Thursday, February 22, 2024


The New York Appellate Division for the First Judicial Department affirmed the denial of a motion to dismiss a legal malpractice and breach of contract claim

In this case, plaintiff alleges that on or about February 28, 2012, she was terminated from Chanel after nineteen years of employment. She was not satisfied with the severance package offered and believed that her employment was terminated on the basis of discrimination. Plaintiff thus consulted with defendant to negotiate a more favorable separation and release agreement (the Agreement) from Chanel that would still permit her to retain her legal right to move forward on her discrimination claims.

After a few weeks of negotiation, defendant received the final draft of the Agreement from Chanel which contained language that included a release from any discrimination claims. Unbeknownst to plaintiff at the time, defendant unilaterally and without plaintiff's consent, changed one word in the Agreement so that plaintiff would be released from all of her rights as part of the settlement, except for any right arising under Title VII, the New York State Human Rights Law and the New York City Human Rights Law, thereby allowing plaintiff to still file a lawsuit under these statutes. Plaintiff was instructed by defendant to initial each page of the release and sign it, which she did.

On or about April 15, 2012, plaintiff received her first severance check. Subsequently, on or about September 6, 2012, defendant filed a discrimination lawsuit on plaintiff's behalf in the United States District Court for the Southern District of New York (Allen v Chanel, Inc., et al., 12-cv-6758 (LAP). Chanel's motion to dismiss was denied on the grounds that plaintiff had not knowingly or voluntarily waived any of her rights to file a discrimination lawsuit against Chanel.

On or about December 3, 2012, defendant emailed to plaintiff an affidavit that he had prepared and instructed plaintiff to sign, that stated that plaintiff herself, not defendant was responsible for modifying the Agreement.

On or about June 18, 2013, Chanel filed a counterclaim in the Federal action alleging that plaintiff knowingly and fraudulently misrepresented the severance agreement to Chanel and demanded that they be reimbursed the amount already paid in severance to plaintiff as well as for the costs of defending the discrimination lawsuit. Chanel then filed a motion for summary judgment on its counterclaim as well as on the discrimination claims, which was granted on or about November 13, 2014, and Chanel was awarded damages.

Plaintiff further alleges that she expressed to defendant the importance of having the discrimination suit sealed upon completion, as it would harm her job and career opportunities. She was continuously assured by defendant that he would make sure it was sealed and there was nothing to worry about. However, this was never done.

On or about November 30, 2020, plaintiff filed the instant action.

The first judge who handled defendants' motion to dismiss issued an Interim Order setting the matter down for a traverse hearing to determine whether the summons and complaint were properly served. After the testimony of the process server, the defendant conceded that service was proper, and the motion court determined that the "traverse [was] overruled." The balance of the grounds upon which the motion to dismiss was made were never addressed by the first motion court.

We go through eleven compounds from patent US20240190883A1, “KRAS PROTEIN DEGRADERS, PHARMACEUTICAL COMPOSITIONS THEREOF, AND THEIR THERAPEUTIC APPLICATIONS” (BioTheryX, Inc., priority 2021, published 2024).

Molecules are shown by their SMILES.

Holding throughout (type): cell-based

The defendant then moved for an order to reargue the original decision to the extent it did not consider those portions of his motion seeking dismissal pursuant to CPLR 3211 (a)(1), (5) and (7) dismissing plaintiff's first cause of action for legal malpractice, second cause of action for breach of fiduciary duty, third cause of action for breach of contract, or alternatively, extending defendant's time to respond to the complaint. Since none of these issues were decided the first time around, it was not error for Justice Kraus to decide the motion to dismiss on the other grounds raised by defendant on the merits as well as to determine that so doing rendered the motion to reargue moot (Poland v B. & N. Cab Corp., 51 AD2d 692 [1st Dept 1976]).

On the merits, the complaint sufficiently states a claim for legal malpractice. Defendant fails to offer a reasonable explanation as to how changing a word in the release entered into between his client and her former employer, which substantially changed the meaning of the contractual provisionsor suborning his client's perjury in the related Federal discrimination action, constitute reasonable strategic choices (cf. Leon Petroleum, LLC v Carl S. Levine & Assoc., P.C., 122 AD3d 686, 687 [2d Dept 2014]). Plaintiff also sufficiently pleaded causation by asserting that defendant's failure to seal the file in the federal action damaged her job-hunting efforts for new employment. While plaintiff did not identify specific lost employment opportunities on this basis, she did allege specifically that she was told this was the case by recruiters. At the pleading stage, this is sufficient (see Gotay v Breitbart, 14 AD3d 452, 454 [1st Dept 2005]).

Moreover, the claims were not barred by the statute of limitations, which was tolled by both executive order (9 NYCRR 8.202.8), as extended, and the continuous representation doctrine (Murphy v Harris, 210 AD3d 410, 411 [1st Dept 2022])

(Mike Frisch)

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